Ponzi schemes are white-collar investment frauds. These types of crimes are often detailed in the media (for example, the recent Bernie Madoff case). The easiest example is when an investment supervisor takes cash from new investors to compensate older investors. This is done instead of compensating older investment returns with profits that were truly earned by the company. This creates a vicious cycle of money flow.
The fraud is named after Charles Ponzi of Boston, Massachusetts. In the early 1900s, Ponzi initiated a system that guaranteed investors a 50 percent profit on investments. Ponzi paid back initial investors; however, the overall plan fell apart when he was unable to repay subsequent backers.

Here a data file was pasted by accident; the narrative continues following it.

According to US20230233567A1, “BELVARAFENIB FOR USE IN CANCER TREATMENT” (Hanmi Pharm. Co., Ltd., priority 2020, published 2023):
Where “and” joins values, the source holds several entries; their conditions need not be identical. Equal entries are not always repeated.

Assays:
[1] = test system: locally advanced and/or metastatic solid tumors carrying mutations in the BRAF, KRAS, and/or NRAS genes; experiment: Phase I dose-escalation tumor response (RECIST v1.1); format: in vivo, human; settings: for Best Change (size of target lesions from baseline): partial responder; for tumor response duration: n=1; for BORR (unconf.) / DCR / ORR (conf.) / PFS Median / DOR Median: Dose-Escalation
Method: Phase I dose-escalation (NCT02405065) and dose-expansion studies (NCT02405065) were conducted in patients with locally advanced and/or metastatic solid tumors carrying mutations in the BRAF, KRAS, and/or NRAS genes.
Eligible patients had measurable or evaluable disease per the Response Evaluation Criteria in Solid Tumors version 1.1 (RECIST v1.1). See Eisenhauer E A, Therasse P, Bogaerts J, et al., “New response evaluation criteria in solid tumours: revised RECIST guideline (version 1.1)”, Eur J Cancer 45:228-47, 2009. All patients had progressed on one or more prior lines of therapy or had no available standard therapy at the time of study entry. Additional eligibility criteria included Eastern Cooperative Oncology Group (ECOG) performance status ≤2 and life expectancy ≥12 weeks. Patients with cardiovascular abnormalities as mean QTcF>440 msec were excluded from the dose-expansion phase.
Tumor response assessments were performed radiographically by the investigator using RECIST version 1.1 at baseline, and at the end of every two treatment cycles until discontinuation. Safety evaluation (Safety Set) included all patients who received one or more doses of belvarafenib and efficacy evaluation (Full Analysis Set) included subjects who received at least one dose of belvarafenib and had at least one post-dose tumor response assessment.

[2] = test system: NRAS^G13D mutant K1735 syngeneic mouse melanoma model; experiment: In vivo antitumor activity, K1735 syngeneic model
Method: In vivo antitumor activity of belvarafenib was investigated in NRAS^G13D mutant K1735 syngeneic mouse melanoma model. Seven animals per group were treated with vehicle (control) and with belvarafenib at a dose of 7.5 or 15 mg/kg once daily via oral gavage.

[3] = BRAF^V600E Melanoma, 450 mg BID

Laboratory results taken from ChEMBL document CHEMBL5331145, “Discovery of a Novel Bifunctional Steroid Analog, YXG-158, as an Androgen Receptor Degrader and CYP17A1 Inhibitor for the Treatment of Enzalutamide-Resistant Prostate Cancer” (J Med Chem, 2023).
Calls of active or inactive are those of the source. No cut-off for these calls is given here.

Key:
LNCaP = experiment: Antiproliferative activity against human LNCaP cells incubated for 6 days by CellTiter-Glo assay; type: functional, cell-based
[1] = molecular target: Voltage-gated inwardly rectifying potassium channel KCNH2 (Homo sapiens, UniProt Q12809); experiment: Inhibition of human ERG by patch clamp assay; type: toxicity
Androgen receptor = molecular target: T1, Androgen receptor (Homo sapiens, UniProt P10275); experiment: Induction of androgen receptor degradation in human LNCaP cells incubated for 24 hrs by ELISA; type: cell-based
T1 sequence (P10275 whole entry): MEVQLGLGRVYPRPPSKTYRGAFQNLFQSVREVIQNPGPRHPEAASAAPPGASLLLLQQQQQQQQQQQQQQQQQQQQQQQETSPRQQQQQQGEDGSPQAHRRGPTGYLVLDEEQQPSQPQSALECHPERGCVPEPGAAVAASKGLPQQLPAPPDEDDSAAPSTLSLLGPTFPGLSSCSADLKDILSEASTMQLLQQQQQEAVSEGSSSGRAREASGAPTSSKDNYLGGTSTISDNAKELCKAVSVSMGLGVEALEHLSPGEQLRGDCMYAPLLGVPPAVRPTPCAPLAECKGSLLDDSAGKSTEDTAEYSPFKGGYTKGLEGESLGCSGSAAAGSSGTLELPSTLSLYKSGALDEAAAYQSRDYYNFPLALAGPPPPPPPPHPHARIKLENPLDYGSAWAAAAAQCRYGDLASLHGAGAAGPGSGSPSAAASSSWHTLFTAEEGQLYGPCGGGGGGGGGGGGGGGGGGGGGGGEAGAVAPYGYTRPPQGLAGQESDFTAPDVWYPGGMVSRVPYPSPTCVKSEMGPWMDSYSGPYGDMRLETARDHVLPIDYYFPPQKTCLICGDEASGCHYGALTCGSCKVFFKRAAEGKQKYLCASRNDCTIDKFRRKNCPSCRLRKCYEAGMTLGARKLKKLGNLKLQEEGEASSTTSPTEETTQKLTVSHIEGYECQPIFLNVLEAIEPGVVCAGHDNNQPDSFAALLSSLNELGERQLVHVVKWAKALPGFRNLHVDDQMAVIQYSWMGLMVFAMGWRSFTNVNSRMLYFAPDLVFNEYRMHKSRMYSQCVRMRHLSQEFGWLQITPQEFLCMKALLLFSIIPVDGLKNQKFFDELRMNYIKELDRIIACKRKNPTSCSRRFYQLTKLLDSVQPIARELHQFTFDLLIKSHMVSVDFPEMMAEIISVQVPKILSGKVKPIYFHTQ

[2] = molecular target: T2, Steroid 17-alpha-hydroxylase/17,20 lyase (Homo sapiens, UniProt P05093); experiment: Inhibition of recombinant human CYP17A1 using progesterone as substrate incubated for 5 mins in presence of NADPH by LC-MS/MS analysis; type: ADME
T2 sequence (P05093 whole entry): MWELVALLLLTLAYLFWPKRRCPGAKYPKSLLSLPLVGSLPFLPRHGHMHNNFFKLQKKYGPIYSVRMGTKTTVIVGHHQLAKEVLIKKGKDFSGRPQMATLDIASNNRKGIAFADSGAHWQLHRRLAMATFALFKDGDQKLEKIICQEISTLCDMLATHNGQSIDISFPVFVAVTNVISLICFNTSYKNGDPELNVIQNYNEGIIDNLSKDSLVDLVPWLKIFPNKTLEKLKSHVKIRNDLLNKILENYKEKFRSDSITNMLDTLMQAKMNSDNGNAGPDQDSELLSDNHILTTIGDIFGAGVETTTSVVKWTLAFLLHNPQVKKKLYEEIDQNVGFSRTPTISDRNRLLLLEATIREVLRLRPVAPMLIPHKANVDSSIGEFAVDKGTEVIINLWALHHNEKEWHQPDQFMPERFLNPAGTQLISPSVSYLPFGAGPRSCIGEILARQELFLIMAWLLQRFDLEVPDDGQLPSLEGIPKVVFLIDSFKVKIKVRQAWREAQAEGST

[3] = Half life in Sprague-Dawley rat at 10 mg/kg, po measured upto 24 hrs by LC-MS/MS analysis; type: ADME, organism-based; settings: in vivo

Many investors fail to discover that they have been a victim of a scheme because they continue to receive returns. This type of federal criminal activity often involves several players. However, in the end, the plan breaks down when the main operator flees with all of money collected from investors or when no more new investors can be found to perpetuate the continued payment of fake dividends.